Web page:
As a freelance writer, I would even be wary of thinking it’s a long shot to refer this very article to four male editors at The Freelancer . While anecdotes clearly differ from established data, this is only the second time I have been hired by a male editor during a year of freelance writing.
Even with publications that specifically require submissions from women and minorities, men may still prevail. The positive Awl not recommended white men threw the ball in an attempt to level the playing field, but even with submissions set as is, one male editor asked not to be named, noting that “men are still one step ahead of women.” little on the pitches, and especially on the more ambitious pitches.”
“It’s really hard for me to draw on certain stories, especially ‘harsh’ ones,” she said. “The stories that people really care about me are stories about child sex trafficking and murders. Both are things worth covering up, but I can’t help but notice that they both involve women and children. When I put out other things — for example, the worker uprisings and subsequent violence — it was really hard for me to get a response. ”
STEM subjects are not much better. Project of counting along the lines of science, lasting 8 months study from 2014, revealed that while men and women wrote comparable numbers of STEM stories (855 from women to 867 from men), men wrote 81 percent of the features in Scientific Americans and 73 percent of the features in Wired .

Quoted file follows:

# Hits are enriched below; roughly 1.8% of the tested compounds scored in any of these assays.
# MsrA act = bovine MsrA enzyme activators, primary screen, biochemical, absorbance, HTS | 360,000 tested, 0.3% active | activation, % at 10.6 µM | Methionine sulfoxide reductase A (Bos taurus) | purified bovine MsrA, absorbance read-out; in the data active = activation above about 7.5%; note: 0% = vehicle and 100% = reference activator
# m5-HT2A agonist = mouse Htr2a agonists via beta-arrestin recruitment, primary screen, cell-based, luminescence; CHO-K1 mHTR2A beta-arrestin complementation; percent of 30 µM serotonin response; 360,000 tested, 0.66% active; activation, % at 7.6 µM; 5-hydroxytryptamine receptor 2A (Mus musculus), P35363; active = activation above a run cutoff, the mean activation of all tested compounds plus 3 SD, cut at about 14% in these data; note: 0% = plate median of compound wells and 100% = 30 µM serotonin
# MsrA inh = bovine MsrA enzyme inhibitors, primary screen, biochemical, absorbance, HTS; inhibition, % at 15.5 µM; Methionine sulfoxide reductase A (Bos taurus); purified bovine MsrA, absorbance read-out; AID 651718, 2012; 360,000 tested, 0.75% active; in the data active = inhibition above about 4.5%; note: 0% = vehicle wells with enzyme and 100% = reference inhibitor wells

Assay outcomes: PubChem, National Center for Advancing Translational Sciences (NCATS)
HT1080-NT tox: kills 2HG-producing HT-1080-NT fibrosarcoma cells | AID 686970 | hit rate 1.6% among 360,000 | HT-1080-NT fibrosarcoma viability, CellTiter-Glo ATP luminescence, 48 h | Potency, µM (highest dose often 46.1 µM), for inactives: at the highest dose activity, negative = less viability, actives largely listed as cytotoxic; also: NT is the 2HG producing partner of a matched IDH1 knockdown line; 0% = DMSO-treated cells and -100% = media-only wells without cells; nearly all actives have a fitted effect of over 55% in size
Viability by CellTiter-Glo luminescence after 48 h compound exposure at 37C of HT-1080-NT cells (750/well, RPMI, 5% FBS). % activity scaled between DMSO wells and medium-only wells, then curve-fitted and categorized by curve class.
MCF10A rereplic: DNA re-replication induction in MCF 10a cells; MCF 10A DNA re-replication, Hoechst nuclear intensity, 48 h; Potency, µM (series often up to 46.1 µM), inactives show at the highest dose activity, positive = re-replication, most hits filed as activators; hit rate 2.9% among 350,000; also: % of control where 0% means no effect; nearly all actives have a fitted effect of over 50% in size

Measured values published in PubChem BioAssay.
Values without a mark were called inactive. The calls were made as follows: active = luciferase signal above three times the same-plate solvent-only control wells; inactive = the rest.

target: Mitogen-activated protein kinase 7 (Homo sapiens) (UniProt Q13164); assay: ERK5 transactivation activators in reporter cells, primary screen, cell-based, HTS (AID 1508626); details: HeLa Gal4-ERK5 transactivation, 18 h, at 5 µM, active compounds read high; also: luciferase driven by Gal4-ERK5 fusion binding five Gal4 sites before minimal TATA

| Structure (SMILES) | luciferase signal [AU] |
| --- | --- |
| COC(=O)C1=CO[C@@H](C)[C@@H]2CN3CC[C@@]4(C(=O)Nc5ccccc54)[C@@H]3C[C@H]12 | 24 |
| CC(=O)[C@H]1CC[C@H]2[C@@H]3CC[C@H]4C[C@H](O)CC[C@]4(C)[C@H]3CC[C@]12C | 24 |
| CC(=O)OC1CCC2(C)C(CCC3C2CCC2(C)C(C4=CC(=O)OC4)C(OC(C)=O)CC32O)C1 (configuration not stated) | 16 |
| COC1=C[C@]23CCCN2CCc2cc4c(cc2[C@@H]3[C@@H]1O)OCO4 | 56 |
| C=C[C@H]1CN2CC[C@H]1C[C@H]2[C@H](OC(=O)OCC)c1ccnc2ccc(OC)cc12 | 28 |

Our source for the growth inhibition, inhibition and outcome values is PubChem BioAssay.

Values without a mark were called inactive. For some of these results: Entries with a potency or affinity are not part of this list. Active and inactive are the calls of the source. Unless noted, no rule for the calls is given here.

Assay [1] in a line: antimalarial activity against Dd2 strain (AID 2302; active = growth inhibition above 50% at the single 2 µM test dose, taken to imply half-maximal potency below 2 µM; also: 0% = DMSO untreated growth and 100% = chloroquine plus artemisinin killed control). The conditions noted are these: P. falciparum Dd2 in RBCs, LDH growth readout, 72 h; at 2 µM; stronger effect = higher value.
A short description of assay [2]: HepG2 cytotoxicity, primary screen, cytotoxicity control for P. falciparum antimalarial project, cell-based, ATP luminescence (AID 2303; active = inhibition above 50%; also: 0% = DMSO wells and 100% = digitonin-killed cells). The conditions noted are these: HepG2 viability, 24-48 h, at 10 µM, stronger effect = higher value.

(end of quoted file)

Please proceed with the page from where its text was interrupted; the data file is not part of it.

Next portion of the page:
Even experts on journalistic stories are overwhelmingly male.
In The New York TimesMale Ability cited from sources 3.4 times higher than women; In general, men are 76 percent The number of people featured in the news. Whether it is the result of pervasive patriarchy in which men tend to hold positions of power or from a tendency for male reporters and editors to look to other sources of men (or a combination of both). two), the result is an even more misleading presentation of the news.
Despite the many challenges female freelancers face, many have found that there are some perks to freelance writing “workplace”.
“Working almost exclusively online or by phone makes me feel more secure about pitches, interviews and other aspects of my job,” says Scott-Reid. “I worry that as a young female writer with a ‘next door girl’ appearance, if I have to face editors and audiences directly, it will be more difficult for me to present self. exclusively through my words. ”
Her advice for female freelancers trying to get into the game?
“Let your professional communication style and high-quality writing do the work for you,” she says. “In other words, do the best job you can, own your own work, and don’t give editors any reason to see you differently from anyone else.”
Binkowski’s advice is much more blunt: “Pretend you’re a white man.”